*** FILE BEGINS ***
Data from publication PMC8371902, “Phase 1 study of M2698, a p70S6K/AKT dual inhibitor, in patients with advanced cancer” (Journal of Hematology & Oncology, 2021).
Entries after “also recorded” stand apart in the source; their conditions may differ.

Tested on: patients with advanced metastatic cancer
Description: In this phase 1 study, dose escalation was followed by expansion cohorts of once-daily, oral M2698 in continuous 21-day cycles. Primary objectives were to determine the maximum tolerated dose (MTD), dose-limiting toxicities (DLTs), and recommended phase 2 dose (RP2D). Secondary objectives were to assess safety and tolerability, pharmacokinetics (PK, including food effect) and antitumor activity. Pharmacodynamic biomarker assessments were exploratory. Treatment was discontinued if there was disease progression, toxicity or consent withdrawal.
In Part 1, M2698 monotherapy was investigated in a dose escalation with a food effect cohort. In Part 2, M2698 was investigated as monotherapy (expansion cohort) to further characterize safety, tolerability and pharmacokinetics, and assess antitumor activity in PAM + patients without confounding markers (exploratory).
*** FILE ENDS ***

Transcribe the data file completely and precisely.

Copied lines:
Data from publication PMC8371902, “Phase 1 study of M2698, a p70S6K/AKT dual inhibitor, in patients with advanced cancer” (Journal of Hematology & Oncology, 2021).
Entries after “also recorded” stand apart in the source; their conditions may differ.

Tested on: patients with advanced metastatic cancer
Description: In this phase 1 study, dose escalation was followed by expansion cohorts of once-daily, oral M2698 in continuous 21-day cycles. Primary objectives were to determine the maximum tolerated dose (MTD), dose-limiting toxicities (DLTs), and recommended phase 2 dose (RP2D). Secondary objectives were to assess safety and tolerability, pharmacokinetics (PK, including food effect) and antitumor activity. Pharmacodynamic biomarker assessments were exploratory. Treatment was discontinued if there was disease progression, toxicity or consent withdrawal.
In Part 1, M2698 monotherapy was investigated in a dose escalation with a food effect cohort. In Part 2, M2698 was investigated as monotherapy (expansion cohort) to further characterize safety, tolerability and pharmacokinetics, and assess antitumor activity in PAM + patients without confounding markers (exploratory).